Edward John Eyre (1815-1901) was an English explorer of Australia and an administrator in New Zealand and the West Indies. He was tried for murder in the ruthless suppression of a Jamaican uprising and was acquitted.
Contrary to general belief, Edward John Eyre was born not at Hornsea, Yorkshire, but at Whipsnade in Bedfordshire on Aug. 5, 1815. His father was the Reverend Anthony Eyre, Vicar of Hornsea and Long Riston. Edward lived and was educated in Yorkshire. He completed his schooling at Sedbergh Grammar School and soon after decided to seek his fortune in the colony of New South Wales, where considerable opportunities were opened up by the expansion of the pastoral industry. Arriving at Sydney on March 20, 1833, he moved to the rich Hunter River district. In 1834 he acquired a property near Queanbeyan in New South Wales, but his stock were struck by disease. In January 1837 he returned to Sydney to start a fresh life driving sheep overland, first to Port Phillip and then even farther afield to Adelaide. There he established a home in 1838.
A young man of adventurous disposition who had become accustomed to the hardships of the bush, Eyre turned his attention to exploring. He undertook two expeditions to the north of Adelaide in 1839, and in 1840, at the invitation of a committee of Adelaide interests, prepared for an exploration of the Australian interior. Nothing was known of the central part of Australia, but there were rumors of an inland sea and of the existence of rich pastoral land, for which there was a strong demand. On June 18, 1840, Eyre set out with a small party of two aborigines and three white men, including his foreman and companion on previous trips, John Baxter, to clear up some of these mysteries. For over a month they journeyed in a northerly direction through hot, dry land, eventually turning back in despair at a point which Eyre sadly named Mount Hopeless.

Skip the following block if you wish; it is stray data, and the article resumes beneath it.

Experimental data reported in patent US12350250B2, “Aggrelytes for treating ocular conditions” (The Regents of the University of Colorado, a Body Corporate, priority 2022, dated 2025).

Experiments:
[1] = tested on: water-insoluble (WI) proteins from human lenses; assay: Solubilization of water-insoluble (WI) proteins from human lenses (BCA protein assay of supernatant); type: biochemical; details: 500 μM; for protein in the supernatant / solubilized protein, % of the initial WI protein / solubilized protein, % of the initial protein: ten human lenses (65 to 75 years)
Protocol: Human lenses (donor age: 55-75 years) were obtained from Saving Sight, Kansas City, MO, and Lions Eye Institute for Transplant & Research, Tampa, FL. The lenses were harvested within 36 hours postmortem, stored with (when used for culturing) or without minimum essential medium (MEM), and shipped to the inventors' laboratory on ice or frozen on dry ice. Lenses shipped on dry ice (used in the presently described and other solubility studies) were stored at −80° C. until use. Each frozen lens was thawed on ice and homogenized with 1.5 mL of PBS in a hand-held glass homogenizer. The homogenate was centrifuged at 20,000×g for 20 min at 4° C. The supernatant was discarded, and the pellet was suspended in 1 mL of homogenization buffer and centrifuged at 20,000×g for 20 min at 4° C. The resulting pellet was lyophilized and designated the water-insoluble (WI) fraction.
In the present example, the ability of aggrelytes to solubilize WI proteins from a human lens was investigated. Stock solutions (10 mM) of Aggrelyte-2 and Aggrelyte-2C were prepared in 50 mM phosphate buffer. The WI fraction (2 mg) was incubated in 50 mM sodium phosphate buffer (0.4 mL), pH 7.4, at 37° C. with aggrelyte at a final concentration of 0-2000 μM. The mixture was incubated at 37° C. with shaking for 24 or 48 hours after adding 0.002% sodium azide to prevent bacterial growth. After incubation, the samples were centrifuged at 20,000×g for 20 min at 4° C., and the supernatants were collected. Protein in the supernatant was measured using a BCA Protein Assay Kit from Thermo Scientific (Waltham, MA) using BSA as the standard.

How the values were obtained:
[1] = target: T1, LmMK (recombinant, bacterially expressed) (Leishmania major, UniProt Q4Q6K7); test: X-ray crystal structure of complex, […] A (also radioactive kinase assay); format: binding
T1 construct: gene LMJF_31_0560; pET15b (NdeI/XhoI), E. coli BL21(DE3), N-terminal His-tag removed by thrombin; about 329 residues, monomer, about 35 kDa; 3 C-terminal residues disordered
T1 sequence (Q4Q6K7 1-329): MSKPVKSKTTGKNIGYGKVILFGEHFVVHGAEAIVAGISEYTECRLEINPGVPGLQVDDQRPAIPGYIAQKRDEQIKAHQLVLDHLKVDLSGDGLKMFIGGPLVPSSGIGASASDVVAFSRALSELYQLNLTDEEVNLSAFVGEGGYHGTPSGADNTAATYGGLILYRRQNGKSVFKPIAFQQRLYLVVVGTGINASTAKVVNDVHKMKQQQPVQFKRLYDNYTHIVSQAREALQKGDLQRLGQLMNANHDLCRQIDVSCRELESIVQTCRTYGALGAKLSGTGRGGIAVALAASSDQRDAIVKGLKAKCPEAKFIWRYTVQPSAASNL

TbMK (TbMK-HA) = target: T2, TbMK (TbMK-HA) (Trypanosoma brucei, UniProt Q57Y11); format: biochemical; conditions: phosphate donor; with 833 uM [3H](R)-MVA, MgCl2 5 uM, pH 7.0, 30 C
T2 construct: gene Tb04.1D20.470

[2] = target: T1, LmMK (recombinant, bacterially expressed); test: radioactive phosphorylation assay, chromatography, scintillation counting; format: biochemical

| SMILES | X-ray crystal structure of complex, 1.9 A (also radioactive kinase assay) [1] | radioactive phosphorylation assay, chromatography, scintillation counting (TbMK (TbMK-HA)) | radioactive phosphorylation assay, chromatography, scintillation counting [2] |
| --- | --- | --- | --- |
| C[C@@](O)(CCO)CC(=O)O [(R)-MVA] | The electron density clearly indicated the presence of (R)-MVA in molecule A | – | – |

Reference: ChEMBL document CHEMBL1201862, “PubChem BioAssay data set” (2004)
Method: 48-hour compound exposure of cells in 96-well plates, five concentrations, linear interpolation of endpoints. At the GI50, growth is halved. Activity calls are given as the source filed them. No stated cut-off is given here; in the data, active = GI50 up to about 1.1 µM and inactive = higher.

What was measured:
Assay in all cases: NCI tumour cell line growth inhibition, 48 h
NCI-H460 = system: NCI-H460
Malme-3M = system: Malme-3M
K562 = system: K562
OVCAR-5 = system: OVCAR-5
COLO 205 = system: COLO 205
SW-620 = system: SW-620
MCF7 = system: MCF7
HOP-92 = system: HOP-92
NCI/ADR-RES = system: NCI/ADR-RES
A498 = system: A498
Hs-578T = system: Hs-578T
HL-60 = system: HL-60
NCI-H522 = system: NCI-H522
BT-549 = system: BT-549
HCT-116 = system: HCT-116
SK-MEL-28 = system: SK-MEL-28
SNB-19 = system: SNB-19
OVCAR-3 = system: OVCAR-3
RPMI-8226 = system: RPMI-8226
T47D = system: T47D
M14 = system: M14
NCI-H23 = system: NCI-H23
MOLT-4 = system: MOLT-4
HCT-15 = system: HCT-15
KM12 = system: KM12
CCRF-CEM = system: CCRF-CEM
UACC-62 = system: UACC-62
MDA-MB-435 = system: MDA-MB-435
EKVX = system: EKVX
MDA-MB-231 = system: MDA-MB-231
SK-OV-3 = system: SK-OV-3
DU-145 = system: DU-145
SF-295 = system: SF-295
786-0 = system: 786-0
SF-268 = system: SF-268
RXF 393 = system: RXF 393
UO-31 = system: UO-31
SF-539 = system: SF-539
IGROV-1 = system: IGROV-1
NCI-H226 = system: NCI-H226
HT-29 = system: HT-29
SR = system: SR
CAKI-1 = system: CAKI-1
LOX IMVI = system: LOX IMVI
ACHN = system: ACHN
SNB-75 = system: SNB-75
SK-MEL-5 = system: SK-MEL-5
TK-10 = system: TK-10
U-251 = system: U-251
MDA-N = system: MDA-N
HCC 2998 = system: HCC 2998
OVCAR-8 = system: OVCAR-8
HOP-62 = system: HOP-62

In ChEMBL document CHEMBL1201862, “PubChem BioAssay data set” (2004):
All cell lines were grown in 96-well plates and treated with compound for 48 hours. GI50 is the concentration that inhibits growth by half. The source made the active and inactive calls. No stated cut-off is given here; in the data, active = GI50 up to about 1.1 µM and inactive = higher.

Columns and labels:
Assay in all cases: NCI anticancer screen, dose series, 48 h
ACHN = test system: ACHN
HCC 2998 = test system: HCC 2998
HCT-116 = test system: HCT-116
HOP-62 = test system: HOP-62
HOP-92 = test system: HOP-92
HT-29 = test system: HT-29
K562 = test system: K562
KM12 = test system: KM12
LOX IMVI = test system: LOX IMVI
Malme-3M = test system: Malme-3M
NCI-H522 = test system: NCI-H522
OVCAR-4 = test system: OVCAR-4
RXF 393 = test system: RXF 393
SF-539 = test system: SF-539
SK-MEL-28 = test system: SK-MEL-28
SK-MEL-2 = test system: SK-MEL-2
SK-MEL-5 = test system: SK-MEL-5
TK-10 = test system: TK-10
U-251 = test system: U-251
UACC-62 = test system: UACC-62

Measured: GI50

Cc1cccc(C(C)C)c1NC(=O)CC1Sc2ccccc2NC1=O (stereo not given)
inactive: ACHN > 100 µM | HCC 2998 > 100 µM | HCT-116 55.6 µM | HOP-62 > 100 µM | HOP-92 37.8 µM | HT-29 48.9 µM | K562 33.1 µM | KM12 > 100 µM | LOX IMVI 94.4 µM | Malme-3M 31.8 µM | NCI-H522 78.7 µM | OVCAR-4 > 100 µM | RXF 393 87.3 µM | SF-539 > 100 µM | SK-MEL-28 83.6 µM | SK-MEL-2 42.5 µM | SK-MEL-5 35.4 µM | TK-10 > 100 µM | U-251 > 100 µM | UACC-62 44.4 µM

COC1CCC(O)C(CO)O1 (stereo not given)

To amend his failure, which weighed heavily on his mind, Eyre resolved to do what no one had previously accomplished, namely, to follow the coast westward around the Great Australian Bight and examine its practicability as a stock route. Despite initial setbacks and the attempts of friends and the governor of South Australia to dissuade him from this hazardous undertaking, he set out from Fowler's Bay on Feb. 25, 1841. Water was short, the terrain difficult, and the temperature extreme. Baxter was murdered by the natives, and only Eyre and a boy named Wylie completed the trip to Albany, a chance meeting with a French whaling ship at Rossiter Bay having provided much-needed assistance.
As an explorer, Eyre was noted more for his courage and perseverance than for finding anything of great value. He had failed to penetrate into the interior, and he discovered little that was not already suspected about the coastal country.
After returning to Adelaide, Eyre was made a magistrate and protector of the aborigines at Moorundie. In December 1844 he sailed for England and in 1846 was appointed lieutenant governor of New Zealand, where he served under and clashed with the governor, Sir George Grey. In 1853 Eyre returned to England and a year later sailed for the West Indies, where he served as lieutenant governor of St. Vincent, acting governor of the Leeward Islands, and governor of Jamaica. He suppressed a serious mutiny in October 1865 but he was recalled following the court-martial and hanging of a member of the local legislature who had been implicated in the uprising.
In England there was a public outcry in which leading figures like John Stuart Mill, Julian Huxley, and Herbert Spencer attacked Eyre, while others such as Thomas Carlyle, Alfred Lord Tennyson, and John Ruskin sprang to his support. Eyre was twice tried and acquitted, but it was not until 1874 that he was allowed to retire on a governor's pension. He died on Nov. 30, 1901, in Devonshire.
For Eyre's own account of his work in Australia see his Journals of Expeditions of Discovery into Central Australia, and Overland from Adelaide to King George's Sound, in the Years 1840-1841 (1845). Recent biographies are M. J. L. Uren, Edward John Eyre (1964), and Geoffrey Dutton, The Hero as Murderer (1967). Eyre's conduct as governor of Jamaica is treated in William Law Mathieson, The Sugar Colonies and Governor Eyre, 1849-1866 (1936), while the resultant controversy in England is discussed in Bernard Semmel, The Governor Eyre Controversy (1962).
Dutton, Geoffrey, In search of Edward John Eyre, South Melbourne; New York: Macmillan, 1982.